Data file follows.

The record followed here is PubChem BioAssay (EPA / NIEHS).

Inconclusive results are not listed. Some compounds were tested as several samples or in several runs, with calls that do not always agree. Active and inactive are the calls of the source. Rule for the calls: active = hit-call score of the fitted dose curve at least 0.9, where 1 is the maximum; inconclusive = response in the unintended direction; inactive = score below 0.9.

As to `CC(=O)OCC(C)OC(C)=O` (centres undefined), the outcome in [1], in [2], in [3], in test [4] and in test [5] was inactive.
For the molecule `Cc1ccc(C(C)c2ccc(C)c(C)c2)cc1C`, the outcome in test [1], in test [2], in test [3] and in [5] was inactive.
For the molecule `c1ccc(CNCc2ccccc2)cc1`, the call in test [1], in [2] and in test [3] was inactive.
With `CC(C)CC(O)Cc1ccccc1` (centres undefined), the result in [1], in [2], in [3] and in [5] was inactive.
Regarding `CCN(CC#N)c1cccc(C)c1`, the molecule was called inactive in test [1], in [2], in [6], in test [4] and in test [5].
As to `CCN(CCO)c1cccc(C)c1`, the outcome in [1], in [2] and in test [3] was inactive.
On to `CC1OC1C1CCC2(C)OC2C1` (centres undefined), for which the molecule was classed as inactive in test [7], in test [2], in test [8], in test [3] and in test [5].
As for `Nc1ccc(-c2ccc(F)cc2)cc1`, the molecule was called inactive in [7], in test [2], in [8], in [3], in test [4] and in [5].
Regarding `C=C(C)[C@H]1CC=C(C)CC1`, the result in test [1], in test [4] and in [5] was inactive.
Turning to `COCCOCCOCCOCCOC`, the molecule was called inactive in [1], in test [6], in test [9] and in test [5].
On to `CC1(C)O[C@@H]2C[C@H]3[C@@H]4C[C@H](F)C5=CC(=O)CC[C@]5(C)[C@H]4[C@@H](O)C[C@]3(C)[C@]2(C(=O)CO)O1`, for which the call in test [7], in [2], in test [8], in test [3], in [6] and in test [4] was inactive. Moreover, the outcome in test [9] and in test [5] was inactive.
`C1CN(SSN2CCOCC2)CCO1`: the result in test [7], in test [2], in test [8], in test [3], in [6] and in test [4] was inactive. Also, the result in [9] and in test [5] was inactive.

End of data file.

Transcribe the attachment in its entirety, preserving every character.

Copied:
The record followed here is PubChem BioAssay (EPA / NIEHS).

Inconclusive results are not listed. Some compounds were tested as several samples or in several runs, with calls that do not always agree. Active and inactive are the calls of the source. Rule for the calls: active = hit-call score of the fitted dose curve at least 0.9, where 1 is the maximum; inconclusive = response in the unintended direction; inactive = score below 0.9.

As to `CC(=O)OCC(C)OC(C)=O` (centres undefined), the outcome in [1], in [2], in [3], in test [4] and in test [5] was inactive.
For the molecule `Cc1ccc(C(C)c2ccc(C)c(C)c2)cc1C`, the outcome in test [1], in test [2], in test [3] and in [5] was inactive.
For the molecule `c1ccc(CNCc2ccccc2)cc1`, the call in test [1], in [2] and in test [3] was inactive.
With `CC(C)CC(O)Cc1ccccc1` (centres undefined), the result in [1], in [2], in [3] and in [5] was inactive.
Regarding `CCN(CC#N)c1cccc(C)c1`, the molecule was called inactive in test [1], in [2], in [6], in test [4] and in test [5].
As to `CCN(CCO)c1cccc(C)c1`, the outcome in [1], in [2] and in test [3] was inactive.
On to `CC1OC1C1CCC2(C)OC2C1` (centres undefined), for which the molecule was classed as inactive in test [7], in test [2], in test [8], in test [3] and in test [5].
As for `Nc1ccc(-c2ccc(F)cc2)cc1`, the molecule was called inactive in [7], in test [2], in [8], in [3], in test [4] and in [5].
Regarding `C=C(C)[C@H]1CC=C(C)CC1`, the result in test [1], in test [4] and in [5] was inactive.
Turning to `COCCOCCOCCOCCOC`, the molecule was called inactive in [1], in test [6], in test [9] and in test [5].
On to `CC1(C)O[C@@H]2C[C@H]3[C@@H]4C[C@H](F)C5=CC(=O)CC[C@]5(C)[C@H]4[C@@H](O)C[C@]3(C)[C@]2(C(=O)CO)O1`, for which the call in test [7], in [2], in test [8], in test [3], in [6] and in test [4] was inactive. Moreover, the outcome in test [9] and in test [5] was inactive.
`C1CN(SSN2CCOCC2)CCO1`: the result in test [7], in test [2], in test [8], in test [3], in [6] and in test [4] was inactive. Also, the result in [9] and in test [5] was inactive.